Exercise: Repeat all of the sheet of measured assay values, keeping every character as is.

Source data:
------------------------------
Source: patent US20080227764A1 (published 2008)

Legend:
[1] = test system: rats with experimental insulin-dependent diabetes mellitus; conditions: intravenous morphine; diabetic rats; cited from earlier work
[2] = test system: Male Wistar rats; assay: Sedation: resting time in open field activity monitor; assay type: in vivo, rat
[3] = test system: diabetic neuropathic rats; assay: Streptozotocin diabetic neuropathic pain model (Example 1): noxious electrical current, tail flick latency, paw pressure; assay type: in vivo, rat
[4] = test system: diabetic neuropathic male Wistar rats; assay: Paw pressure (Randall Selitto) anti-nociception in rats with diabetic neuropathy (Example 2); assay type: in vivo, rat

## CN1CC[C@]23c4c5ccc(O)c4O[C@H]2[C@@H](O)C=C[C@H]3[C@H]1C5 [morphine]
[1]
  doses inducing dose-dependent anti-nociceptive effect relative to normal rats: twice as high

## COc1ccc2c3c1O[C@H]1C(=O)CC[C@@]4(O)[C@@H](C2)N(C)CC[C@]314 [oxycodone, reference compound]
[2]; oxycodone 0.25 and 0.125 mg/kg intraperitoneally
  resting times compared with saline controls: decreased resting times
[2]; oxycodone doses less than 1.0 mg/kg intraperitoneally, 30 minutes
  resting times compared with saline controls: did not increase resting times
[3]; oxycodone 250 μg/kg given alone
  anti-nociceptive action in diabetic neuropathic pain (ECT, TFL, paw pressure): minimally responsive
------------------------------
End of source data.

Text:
Source: patent US20080227764A1 (published 2008)

Legend:
[1] = test system: rats with experimental insulin-dependent diabetes mellitus; conditions: intravenous morphine; diabetic rats; cited from earlier work
[2] = test system: Male Wistar rats; assay: Sedation: resting time in open field activity monitor; assay type: in vivo, rat
[3] = test system: diabetic neuropathic rats; assay: Streptozotocin diabetic neuropathic pain model (Example 1): noxious electrical current, tail flick latency, paw pressure; assay type: in vivo, rat
[4] = test system: diabetic neuropathic male Wistar rats; assay: Paw pressure (Randall Selitto) anti-nociception in rats with diabetic neuropathy (Example 2); assay type: in vivo, rat

## CN1CC[C@]23c4c5ccc(O)c4O[C@H]2[C@@H](O)C=C[C@H]3[C@H]1C5 [morphine]
[1]
  doses inducing dose-dependent anti-nociceptive effect relative to normal rats: twice as high

## COc1ccc2c3c1O[C@H]1C(=O)CC[C@@]4(O)[C@@H](C2)N(C)CC[C@]314 [oxycodone, reference compound]
[2]; oxycodone 0.25 and 0.125 mg/kg intraperitoneally
  resting times compared with saline controls: decreased resting times
[2]; oxycodone doses less than 1.0 mg/kg intraperitoneally, 30 minutes
  resting times compared with saline controls: did not increase resting times
[3]; oxycodone 250 μg/kg given alone
  anti-nociceptive action in diabetic neuropathic pain (ECT, TFL, paw pressure): minimally responsive